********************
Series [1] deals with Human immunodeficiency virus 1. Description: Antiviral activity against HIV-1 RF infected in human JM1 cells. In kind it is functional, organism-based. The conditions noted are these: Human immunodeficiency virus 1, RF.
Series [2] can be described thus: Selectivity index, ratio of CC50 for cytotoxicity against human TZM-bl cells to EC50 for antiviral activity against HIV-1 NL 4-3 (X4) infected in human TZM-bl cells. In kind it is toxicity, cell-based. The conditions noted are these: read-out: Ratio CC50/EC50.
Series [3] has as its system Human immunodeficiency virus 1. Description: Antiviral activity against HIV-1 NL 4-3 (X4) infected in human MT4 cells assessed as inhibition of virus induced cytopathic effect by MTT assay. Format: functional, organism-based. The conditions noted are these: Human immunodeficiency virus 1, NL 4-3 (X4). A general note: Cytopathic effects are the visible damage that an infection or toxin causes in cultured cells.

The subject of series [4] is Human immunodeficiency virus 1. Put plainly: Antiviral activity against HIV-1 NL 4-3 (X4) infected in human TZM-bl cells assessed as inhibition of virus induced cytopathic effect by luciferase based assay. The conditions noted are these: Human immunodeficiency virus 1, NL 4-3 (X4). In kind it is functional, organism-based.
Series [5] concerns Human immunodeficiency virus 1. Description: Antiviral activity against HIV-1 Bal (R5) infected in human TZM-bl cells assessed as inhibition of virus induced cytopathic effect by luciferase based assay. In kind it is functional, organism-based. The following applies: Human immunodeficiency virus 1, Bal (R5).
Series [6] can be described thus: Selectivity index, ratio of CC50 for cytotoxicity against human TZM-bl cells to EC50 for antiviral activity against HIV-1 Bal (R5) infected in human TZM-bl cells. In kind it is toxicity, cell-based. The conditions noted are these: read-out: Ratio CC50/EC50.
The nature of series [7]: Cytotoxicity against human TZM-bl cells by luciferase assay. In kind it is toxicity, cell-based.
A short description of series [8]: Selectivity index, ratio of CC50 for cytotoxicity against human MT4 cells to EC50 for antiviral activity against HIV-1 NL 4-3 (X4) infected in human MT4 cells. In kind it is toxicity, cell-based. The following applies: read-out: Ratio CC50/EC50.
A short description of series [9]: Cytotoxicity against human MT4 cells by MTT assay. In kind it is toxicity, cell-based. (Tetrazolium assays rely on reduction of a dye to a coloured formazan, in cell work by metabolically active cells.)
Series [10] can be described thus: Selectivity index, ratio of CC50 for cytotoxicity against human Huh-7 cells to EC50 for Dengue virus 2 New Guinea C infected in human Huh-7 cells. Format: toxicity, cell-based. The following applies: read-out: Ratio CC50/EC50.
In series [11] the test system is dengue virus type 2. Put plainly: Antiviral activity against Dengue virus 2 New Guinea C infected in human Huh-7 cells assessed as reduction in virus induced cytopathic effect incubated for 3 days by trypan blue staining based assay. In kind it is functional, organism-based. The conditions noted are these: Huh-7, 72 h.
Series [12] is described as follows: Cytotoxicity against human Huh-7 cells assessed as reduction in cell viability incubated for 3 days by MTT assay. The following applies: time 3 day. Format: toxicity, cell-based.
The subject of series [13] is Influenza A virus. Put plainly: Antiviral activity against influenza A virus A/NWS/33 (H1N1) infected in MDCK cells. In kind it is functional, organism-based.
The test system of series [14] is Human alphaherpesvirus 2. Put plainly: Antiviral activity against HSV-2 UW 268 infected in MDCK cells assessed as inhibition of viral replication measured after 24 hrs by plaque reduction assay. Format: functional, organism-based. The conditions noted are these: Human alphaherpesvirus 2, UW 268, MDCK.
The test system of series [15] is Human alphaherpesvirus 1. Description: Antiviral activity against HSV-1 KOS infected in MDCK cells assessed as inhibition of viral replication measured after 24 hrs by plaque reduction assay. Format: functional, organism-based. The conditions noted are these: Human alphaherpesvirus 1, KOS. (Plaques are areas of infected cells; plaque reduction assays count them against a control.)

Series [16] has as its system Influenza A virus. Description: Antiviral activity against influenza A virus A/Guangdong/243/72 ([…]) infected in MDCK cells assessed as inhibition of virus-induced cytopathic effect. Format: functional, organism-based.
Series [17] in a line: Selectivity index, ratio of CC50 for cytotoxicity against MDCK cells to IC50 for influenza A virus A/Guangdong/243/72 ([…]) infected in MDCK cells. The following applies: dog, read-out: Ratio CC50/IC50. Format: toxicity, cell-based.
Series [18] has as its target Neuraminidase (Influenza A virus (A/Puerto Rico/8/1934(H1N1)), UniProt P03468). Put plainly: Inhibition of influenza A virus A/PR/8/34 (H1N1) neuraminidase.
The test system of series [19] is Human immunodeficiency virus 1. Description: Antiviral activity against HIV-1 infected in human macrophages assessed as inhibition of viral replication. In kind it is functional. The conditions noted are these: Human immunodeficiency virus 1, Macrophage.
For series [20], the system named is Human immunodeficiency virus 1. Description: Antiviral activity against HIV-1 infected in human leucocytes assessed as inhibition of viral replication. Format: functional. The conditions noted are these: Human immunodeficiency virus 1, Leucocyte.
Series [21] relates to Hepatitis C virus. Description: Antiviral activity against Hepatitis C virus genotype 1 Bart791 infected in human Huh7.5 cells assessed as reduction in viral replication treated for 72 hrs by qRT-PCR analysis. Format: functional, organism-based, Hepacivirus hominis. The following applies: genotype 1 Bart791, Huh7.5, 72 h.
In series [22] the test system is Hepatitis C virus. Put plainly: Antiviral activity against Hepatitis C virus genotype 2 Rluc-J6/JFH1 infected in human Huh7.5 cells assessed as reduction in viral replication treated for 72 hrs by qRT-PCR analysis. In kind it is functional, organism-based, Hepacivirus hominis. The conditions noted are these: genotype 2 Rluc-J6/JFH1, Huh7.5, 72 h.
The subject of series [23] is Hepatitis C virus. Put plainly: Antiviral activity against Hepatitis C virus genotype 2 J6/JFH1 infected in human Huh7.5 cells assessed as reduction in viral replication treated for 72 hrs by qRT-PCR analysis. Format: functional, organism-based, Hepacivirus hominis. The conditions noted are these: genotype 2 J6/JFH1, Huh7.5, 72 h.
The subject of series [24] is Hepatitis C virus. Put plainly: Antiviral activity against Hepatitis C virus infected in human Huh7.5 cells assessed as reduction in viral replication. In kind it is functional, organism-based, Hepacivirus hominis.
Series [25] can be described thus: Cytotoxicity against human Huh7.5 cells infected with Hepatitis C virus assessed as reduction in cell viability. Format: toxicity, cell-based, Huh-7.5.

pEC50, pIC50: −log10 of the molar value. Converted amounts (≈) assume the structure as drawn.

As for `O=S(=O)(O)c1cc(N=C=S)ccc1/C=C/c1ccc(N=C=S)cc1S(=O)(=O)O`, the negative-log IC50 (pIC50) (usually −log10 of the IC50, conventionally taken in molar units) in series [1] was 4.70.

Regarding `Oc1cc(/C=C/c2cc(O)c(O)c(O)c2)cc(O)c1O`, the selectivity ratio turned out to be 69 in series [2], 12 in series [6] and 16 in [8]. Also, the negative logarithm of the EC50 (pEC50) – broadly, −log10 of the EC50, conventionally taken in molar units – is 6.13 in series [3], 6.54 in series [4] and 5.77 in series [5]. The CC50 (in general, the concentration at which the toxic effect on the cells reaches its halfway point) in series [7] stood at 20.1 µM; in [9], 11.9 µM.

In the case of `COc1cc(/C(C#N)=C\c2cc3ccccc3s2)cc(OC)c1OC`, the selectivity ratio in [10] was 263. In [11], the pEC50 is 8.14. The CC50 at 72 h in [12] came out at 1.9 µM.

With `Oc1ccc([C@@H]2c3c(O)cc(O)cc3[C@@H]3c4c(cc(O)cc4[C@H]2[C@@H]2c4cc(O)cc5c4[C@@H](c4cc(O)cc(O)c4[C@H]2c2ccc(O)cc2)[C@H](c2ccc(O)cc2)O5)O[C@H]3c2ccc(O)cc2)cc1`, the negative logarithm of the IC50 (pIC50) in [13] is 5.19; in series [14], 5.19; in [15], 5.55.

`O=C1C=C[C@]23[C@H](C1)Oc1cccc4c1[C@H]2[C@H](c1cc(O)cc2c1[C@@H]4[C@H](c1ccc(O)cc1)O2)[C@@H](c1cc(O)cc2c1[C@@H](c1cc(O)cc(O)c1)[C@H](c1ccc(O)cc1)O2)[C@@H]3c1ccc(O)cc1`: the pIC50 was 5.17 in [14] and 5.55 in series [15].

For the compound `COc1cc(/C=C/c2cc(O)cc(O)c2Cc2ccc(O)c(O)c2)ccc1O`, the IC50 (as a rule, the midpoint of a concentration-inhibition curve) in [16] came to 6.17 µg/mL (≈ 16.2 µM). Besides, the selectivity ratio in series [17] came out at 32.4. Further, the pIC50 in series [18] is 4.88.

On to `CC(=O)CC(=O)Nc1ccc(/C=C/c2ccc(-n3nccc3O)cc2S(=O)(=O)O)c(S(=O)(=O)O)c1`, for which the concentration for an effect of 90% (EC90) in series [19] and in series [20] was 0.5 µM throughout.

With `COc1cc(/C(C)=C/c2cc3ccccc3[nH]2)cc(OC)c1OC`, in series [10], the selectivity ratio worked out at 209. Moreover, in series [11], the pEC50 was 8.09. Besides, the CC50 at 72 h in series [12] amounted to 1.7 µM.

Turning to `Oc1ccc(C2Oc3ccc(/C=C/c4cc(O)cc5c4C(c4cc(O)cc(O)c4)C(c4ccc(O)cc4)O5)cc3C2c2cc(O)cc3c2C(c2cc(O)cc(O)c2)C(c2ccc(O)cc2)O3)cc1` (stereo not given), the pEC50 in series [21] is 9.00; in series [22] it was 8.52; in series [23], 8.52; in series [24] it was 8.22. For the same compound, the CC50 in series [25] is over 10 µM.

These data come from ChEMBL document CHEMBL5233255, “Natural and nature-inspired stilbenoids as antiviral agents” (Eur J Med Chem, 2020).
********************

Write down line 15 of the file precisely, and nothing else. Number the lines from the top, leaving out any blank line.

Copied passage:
The test system of series [15] is Human alphaherpesvirus 1. Description: Antiviral activity against HSV-1 KOS infected in MDCK cells assessed as inhibition of viral replication measured after 24 hrs by plaque reduction assay. Format: functional, organism-based. The conditions noted are these: Human alphaherpesvirus 1, KOS. (Plaques are areas of infected cells; plaque reduction assays count them against a control.)